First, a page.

Since his Parliamentary election victory in 2014, Prime Minister Narendra Modi has been the cynosure of all eyes. Promising to shed the Nehruvian past and transform India into an economic superpower, the Bharatiya Janata Party (BJP) and its allies coasted to victory and gained an absolute majority in Parliament. After two years and three budgets, Indians and the world are still waiting with bated breath for what is often deemed in right-of-center economic circles as the ‘Reagan-Thatcher moment’.
Reaganomics or Thatcherism has come to mean economic policies that reduce tax burden, remove onerous regulations and adhere to fiscal discipline. But the most important aspect is the diminished role of the public sector and an enhanced role for the private sector.
In order to reduce the role of the government in the economy, both US President Ronald Reagan and British Prime Minister Margaret Thatcher took on substantial risks in confronting powerful and entrenched employee unions. They staked their presidency and prime ministership to change the fate of their nations and give a new direction to their countries’ economies.
Early in his presidency, President Ronald Reagan fired more than 11,000 protesting air traffic controllers while Prime Minister Margaret Thatcher pulverized the coal miners union by shutting down coal mines.
By crushing employee unions, they created a free market economic environment where competition could flourish and innovation and entrepreneurship were rewarded. In a similar vein, Prime Minister Modi must confront employee unions if he is serious about transforming India. Modi needs to look no further than the ongoing banking crisis for his ‘Reagan-Thatcher moment’. By taking on dominant employee unions of nationalized banks, the Modi government can signal to voters as well as India watchers across the globe of a decisive right turn in economic policy.
Riding on the 2014 election promise of “Minimum Government, Maximum Governance”, shares of several Public Sector Banks (PSBs) hit record highs. Following the inaction of the Government over the last two years on privatization and governance reforms, along with a lack of enforcement by regulators, PSBs’ shares hit record lows causing a market cap erosion of close to Rs 3 lakh crore. The Nifty PSU Bank index, which was hovering around 4,100 last year, is currently at 2,300, indicating a loss of almost 45%. Many banks which were valued at 1.5 times the book value not long ago are now trading at about 0.4 times.
Public Sector Banks have already written off more than Rs 1.25 lakh crore of bad loans. Current estimates of Non-Performing Assets (NPAs) range anywhere between Rs 7 lakh crore and Rs 10 lakh crore. Estimates for recapitalization of PSBs will mostly be borne by taxpayers, which is a travesty.
The Finance Ministry and Reserve Bank of India (RBI) officials believe that the problem of bad assets can be managed by tweaking Strategic Debt Reconstruction (SDR) norms and revaluing real estate assets. Regrettably, the current path – “Mission Indradhanush” – to resolve the humongous NPA problem in PSBs is woefully inadequate and lacks courage, conviction and imagination. Moreover, it fails to follow international principles of corporate stewardship and accounting norms.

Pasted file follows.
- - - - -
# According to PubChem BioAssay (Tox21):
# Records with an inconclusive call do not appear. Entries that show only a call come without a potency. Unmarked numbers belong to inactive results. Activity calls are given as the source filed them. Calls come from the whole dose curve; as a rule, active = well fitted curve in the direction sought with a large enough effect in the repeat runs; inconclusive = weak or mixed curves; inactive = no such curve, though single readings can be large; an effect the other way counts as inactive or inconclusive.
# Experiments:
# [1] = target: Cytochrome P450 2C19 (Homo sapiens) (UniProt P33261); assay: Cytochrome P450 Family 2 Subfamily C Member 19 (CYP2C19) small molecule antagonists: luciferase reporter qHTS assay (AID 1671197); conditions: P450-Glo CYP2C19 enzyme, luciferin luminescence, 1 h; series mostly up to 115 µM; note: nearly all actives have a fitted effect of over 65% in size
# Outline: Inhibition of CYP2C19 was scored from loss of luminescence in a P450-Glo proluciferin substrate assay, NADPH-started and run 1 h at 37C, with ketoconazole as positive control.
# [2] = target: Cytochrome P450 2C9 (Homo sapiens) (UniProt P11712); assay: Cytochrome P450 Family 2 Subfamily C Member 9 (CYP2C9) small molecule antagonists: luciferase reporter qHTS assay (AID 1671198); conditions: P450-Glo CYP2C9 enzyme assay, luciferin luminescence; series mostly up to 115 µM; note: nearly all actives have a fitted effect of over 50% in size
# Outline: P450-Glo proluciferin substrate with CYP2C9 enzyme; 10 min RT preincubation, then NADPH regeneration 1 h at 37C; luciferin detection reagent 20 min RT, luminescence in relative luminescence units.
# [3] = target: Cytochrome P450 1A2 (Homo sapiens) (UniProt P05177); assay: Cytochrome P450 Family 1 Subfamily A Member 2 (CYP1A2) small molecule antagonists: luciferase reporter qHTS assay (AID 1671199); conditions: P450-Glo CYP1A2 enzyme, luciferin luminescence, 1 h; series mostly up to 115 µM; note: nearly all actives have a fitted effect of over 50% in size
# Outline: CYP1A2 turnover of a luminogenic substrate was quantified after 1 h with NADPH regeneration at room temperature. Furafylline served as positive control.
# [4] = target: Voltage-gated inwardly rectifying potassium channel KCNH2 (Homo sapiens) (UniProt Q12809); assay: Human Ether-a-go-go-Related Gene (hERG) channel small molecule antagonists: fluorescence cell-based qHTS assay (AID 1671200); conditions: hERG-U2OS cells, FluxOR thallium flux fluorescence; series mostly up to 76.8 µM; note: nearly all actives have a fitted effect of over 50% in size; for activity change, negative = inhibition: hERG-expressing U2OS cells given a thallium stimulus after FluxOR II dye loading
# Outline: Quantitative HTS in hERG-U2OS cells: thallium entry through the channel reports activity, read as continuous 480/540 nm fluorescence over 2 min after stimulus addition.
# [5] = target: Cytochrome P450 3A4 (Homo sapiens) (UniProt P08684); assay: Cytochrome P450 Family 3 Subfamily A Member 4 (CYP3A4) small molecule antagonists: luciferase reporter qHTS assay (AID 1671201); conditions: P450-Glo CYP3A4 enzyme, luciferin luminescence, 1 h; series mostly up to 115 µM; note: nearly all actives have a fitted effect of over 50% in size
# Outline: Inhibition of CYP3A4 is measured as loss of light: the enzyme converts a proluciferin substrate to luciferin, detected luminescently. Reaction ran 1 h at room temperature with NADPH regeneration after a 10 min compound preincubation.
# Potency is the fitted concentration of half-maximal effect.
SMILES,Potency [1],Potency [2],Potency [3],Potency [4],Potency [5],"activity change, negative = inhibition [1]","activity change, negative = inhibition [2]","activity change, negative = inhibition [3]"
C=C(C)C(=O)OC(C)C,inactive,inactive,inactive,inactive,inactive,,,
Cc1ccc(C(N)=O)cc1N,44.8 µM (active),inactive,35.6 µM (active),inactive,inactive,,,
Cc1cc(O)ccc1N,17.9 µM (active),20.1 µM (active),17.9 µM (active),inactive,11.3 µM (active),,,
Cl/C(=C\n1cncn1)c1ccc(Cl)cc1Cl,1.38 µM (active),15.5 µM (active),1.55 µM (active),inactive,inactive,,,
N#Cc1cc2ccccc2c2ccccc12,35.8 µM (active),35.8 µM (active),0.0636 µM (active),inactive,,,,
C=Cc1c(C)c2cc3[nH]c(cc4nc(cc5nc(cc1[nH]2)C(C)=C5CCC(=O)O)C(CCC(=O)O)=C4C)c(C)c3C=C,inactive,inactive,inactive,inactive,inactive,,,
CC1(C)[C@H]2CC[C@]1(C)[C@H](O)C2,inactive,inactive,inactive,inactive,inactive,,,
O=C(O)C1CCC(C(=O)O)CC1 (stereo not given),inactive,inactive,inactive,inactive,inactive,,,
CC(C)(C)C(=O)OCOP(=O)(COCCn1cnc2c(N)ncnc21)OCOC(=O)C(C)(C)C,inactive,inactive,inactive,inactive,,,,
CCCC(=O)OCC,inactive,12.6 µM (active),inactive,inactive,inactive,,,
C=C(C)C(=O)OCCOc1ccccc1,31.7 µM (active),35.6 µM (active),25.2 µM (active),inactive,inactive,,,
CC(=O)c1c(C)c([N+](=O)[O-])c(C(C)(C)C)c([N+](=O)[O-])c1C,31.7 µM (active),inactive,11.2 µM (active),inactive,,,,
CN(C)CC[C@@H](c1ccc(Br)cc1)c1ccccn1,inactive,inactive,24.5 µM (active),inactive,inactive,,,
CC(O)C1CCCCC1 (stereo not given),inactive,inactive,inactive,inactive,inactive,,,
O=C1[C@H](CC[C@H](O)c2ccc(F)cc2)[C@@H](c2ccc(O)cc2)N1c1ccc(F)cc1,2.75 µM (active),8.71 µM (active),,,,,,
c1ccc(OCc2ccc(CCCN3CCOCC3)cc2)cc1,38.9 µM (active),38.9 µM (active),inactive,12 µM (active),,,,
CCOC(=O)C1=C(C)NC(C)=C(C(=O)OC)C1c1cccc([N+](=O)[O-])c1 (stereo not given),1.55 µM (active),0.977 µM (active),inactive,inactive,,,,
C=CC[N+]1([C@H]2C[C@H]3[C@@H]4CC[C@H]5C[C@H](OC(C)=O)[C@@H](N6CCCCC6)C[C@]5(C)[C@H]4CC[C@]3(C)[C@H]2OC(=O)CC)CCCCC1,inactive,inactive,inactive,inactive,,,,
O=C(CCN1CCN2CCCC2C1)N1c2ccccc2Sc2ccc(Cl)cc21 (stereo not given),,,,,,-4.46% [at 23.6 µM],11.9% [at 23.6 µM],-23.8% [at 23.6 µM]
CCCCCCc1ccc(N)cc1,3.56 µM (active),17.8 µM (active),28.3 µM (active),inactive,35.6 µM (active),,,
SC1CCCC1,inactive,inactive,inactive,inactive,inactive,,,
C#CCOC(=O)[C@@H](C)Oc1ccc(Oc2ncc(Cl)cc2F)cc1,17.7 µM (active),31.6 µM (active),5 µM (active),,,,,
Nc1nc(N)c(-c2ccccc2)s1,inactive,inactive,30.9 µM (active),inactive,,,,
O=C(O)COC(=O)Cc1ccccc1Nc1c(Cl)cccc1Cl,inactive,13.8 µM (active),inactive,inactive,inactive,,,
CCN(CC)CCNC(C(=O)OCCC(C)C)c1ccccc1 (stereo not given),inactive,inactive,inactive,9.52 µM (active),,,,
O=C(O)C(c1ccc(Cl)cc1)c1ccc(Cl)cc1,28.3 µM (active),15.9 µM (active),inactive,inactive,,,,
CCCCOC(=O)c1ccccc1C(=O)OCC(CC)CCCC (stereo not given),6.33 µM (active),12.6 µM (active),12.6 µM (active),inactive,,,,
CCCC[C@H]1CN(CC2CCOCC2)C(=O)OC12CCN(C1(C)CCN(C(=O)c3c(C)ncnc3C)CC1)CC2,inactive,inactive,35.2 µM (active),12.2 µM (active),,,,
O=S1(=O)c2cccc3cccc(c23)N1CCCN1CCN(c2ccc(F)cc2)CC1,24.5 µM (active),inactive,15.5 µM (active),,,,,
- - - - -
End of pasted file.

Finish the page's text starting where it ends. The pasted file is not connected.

A universally adopted solution to such a tectonic loan crisis in the banking system is threefold. First, zombie banks should be liquidated. Second, banks with reasonable asset base can be absorbed by bigger banks. Finally, public prosecutors must follow the money trail and prosecute corrupt bankers and promoters who are wilful defaulters to send a strong message of zero tolerance on corruption, abuse and wastage.
Unfortunately for the taxpayers, despite non-performance and lack of accountability in PSBs, the Government continues to infuse capital even in zombie banks. Just last year, the Government received preferential equity in exchange for Rs 13,000 crore of taxpayer money in eight PSBs. Today, those shares have lost more than 50% in value, costing taxpayers dearly. And prosecutors are yet to bring even a single case against the banker-businessman nexus.
Rather than delaying the inevitable, both the Government and the banking regulator should follow international norms to avoid a crisis. Banks that cannot survive without capital infusion from the Government should be absorbed by larger banks. Zombie banks that have perennially deferred recognizing NPAs in order to report a profit should be shut.
NPAs in PSBs are by far the biggest challenge and a true test of governance for the Modi government. Like President Reagan and Prime Minister Thatcher, it’s time to take on entrenched employee unions which stoutly defend the status quo. In 1998, when the Narasimhan Committee proposed far-reaching reforms, employee unions of RBI and PSBs scuttled its implementation.
This time around, the Government must choose taxpayers over employee unions by allowing bank mergers to happen, liquidating zombie banks and relinquishing majority stake. Such an action would send a strong signal to global and Indian investors that the Modi government is serious in transforming the country.
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